Resource stress, pollution and climate change all threaten to aggravate instability and inequality in the Gulf, but have so far failed to capture public imagination. Now a wave of grassroots initiatives is trying to change this. Springing up in response to local problems, often employing Islamic narrative and spreading through Facebook, the movement is characteristic of the Gulf’s new generation and its rapidly evolving approach to ecology.
“It’s growing like crazy” says the effusive Khayra Bundakji of the environmental movement in Saudi Arabia’s coastal city of Jeddah. A surprising fact, perhaps, in a country not known for its ecological values. What’s more, women are leading the movement. Of the 17 groups Bundakji found active in Jeddah on environmental issues, 15 of them were initiated by women.
Bundakji, a computer science major and internet blogger, founded Faseelah, Effat University’s first Islamic environmentalism organization in 2010. She also works with Naqa’a (purity), the brainchild of two nursing students, which calls itself a youth driven “environmental enterprise.” Naqa’a's educational campaigns emphasize “the three Rs”-reduce, reuse, recycle-of the western mantra, the Islamic duty of stewardship over the environment, as well as concepts of purity and reining in excessive consumption.
Despite these examples, the environmental movement is still a small world, composed mainly of the educated middle class. Exposure to ecologically conscious societies in the West and efforts in other Gulf cities are the most commonly cited influences feeding the Gulf’s environmental movement, according to Bundakji, who lived in the US and Dubai for 11 years.
» Read more: The New Wave of Environmentalism in the Gulf
Green jobs, green industry, green collar – all are catch phrases for the new businesses and industry sectors developing that are based on the notion of sustainability. The concept has been represented for years by the recycling process applied to cans, bottles and paper. Today, the concept is being applied to multiple areas where humans have impact on the environment, damaging naturally occurring sustainable ecosystems. Measures to reduce the causes of global warming are the most public example of environmental endeavors at the moment.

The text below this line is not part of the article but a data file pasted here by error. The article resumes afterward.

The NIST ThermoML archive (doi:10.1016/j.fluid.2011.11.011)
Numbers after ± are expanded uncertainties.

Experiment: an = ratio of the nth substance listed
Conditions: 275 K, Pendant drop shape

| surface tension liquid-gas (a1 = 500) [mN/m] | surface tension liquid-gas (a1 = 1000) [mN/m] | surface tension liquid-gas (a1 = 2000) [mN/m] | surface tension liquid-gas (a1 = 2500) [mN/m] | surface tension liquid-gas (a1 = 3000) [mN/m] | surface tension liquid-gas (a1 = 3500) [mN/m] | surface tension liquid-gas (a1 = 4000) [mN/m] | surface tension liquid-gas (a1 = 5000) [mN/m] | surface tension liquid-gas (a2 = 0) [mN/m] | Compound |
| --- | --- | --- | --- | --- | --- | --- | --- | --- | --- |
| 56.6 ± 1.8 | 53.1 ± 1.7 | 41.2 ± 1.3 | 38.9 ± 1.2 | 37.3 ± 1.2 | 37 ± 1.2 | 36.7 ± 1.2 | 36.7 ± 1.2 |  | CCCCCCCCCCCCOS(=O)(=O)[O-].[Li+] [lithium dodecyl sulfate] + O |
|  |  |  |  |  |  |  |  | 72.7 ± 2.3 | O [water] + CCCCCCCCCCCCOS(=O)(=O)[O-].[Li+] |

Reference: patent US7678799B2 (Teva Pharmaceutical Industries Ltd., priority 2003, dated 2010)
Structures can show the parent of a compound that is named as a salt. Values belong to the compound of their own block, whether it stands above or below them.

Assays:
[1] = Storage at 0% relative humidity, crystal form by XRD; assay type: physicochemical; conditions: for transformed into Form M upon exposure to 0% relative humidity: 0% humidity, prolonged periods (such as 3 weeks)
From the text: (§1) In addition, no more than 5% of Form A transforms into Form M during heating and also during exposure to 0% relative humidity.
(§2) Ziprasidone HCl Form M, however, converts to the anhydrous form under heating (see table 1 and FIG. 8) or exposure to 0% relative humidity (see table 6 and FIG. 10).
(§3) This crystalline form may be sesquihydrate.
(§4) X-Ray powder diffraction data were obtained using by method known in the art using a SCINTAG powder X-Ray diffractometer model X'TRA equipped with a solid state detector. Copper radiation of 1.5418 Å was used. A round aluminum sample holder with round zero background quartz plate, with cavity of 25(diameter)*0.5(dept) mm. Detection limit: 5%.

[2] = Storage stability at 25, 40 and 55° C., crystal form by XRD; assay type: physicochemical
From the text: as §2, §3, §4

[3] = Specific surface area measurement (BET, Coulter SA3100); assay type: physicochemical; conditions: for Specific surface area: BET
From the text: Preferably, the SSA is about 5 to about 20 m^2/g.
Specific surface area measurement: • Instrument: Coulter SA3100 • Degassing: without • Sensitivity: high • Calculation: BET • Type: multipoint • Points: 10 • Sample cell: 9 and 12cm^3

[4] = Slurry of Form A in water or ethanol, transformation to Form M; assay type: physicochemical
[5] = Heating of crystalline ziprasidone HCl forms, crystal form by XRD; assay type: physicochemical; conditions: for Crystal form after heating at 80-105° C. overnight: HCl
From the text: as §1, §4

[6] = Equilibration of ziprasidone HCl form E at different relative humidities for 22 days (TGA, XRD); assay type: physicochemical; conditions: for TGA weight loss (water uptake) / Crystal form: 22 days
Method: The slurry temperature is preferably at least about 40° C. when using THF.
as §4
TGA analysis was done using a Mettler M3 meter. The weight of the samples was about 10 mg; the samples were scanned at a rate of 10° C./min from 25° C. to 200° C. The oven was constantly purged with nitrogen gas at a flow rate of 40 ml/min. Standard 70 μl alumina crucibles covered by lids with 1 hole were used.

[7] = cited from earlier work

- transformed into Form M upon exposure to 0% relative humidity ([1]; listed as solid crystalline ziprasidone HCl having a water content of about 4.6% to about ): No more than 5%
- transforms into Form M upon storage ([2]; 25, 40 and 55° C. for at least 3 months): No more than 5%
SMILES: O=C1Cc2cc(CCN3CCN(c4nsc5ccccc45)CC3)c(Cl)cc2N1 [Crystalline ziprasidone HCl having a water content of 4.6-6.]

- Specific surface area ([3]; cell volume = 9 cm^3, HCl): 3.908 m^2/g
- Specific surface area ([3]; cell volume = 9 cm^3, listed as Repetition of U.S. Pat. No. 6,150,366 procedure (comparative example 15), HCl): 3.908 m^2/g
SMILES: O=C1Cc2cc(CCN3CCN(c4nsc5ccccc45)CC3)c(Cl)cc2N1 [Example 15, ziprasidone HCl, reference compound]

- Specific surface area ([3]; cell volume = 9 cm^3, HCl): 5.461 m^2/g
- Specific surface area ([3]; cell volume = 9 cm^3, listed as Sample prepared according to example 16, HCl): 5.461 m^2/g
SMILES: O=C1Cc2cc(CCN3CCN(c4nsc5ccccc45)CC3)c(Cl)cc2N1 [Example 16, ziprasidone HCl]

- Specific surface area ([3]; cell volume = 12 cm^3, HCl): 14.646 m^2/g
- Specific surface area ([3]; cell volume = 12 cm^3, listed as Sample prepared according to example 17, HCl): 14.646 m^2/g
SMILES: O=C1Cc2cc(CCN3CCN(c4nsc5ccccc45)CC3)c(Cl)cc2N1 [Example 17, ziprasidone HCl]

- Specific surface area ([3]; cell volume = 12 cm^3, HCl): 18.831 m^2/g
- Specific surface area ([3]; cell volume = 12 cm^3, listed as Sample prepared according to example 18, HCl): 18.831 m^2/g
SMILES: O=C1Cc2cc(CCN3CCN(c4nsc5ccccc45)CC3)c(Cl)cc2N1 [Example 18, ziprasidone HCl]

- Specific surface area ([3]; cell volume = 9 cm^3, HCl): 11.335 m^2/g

Environmental careers vary tremendously but all of them are working towards the goal of reducing human impact on existing sustainable ecosystems. Engineers that work with industries attempting to reduce their output of greenhouse gases are an example of an environmental professional working with a business that has committed to taking a step toward sustainability. You’ll find environmental engineers working in government agencies on cleaning up hazardous waste, bringing companies into compliance with clean water and clean air standards, and designing new wastewater treatment plants.
A bachelor’s degree in environmental science will give you access to entry level positions in the field. Tasks may include collecting data for a clean water study or a site with possible hazardous material on it. Many people in the environmental field try to find a job with a bachelor’ s degree while continuing to work on a master’s degree in the field.
» Read more: Developing an Environmental Career
Purpose of the Learning Garden
The John Muir Learning Garden is designed to give San Francisco Schools students a change to take learning further outside of the classroom. The Garden builds on the fundamental curriculum concerns of the elementary school and provides an opportunity for students to gain real life experience that complements their academic studies. San Francisco school students are able to integrate classroom literacy, mathematics, science, history, and language arts instruction through their participation in activities in the Learning Garden.
The Learning Garden reaches out to the community in providing outreach services for parents, neighbors, and interested volunteers. Mentor gardeners work with teachers and students to design educational opportunities. One of the interesting projects going on now is the sustainable composting program that takes organic waste from San Francisco school lunches and uses it for fertilizing garden projects instead of filling landfills. This is just one of many projects that combine garden training with practical real world environmental concerns. The events organized in the park help students and the community learn about how to protect the local environment while studying nature in an urban setting.
Partners of the Learning Garden
» Read more: The John Muir Learning Garden Brightens San Francisco Schools